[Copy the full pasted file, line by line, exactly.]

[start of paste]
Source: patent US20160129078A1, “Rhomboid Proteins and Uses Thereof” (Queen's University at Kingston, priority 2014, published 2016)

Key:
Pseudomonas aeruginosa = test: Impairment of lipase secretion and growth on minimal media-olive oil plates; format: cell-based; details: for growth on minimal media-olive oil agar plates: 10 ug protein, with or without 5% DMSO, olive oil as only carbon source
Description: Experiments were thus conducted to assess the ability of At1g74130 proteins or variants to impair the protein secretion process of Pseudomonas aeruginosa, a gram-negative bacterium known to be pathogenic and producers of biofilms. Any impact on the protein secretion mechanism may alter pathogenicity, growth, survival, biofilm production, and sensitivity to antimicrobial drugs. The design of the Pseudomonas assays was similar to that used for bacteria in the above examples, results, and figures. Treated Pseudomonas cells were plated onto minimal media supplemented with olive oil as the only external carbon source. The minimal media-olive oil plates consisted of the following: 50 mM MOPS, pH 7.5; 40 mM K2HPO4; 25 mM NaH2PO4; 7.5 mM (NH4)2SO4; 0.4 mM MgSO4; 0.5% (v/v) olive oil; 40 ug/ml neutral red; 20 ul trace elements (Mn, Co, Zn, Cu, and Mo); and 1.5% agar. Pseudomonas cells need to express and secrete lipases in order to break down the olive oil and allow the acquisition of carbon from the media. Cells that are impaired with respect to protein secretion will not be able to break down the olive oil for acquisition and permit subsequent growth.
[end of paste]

Source: patent US20160129078A1, “Rhomboid Proteins and Uses Thereof” (Queen's University at Kingston, priority 2014, published 2016)

Key:
Pseudomonas aeruginosa = test: Impairment of lipase secretion and growth on minimal media-olive oil plates; format: cell-based; details: for growth on minimal media-olive oil agar plates: 10 ug protein, with or without 5% DMSO, olive oil as only carbon source
Description: Experiments were thus conducted to assess the ability of At1g74130 proteins or variants to impair the protein secretion process of Pseudomonas aeruginosa, a gram-negative bacterium known to be pathogenic and producers of biofilms. Any impact on the protein secretion mechanism may alter pathogenicity, growth, survival, biofilm production, and sensitivity to antimicrobial drugs. The design of the Pseudomonas assays was similar to that used for bacteria in the above examples, results, and figures. Treated Pseudomonas cells were plated onto minimal media supplemented with olive oil as the only external carbon source. The minimal media-olive oil plates consisted of the following: 50 mM MOPS, pH 7.5; 40 mM K2HPO4; 25 mM NaH2PO4; 7.5 mM (NH4)2SO4; 0.4 mM MgSO4; 0.5% (v/v) olive oil; 40 ug/ml neutral red; 20 ul trace elements (Mn, Co, Zn, Cu, and Mo); and 1.5% agar. Pseudomonas cells need to express and secrete lipases in order to break down the olive oil and allow the acquisition of carbon from the media. Cells that are impaired with respect to protein secretion will not be able to break down the olive oil for acquisition and permit subsequent growth.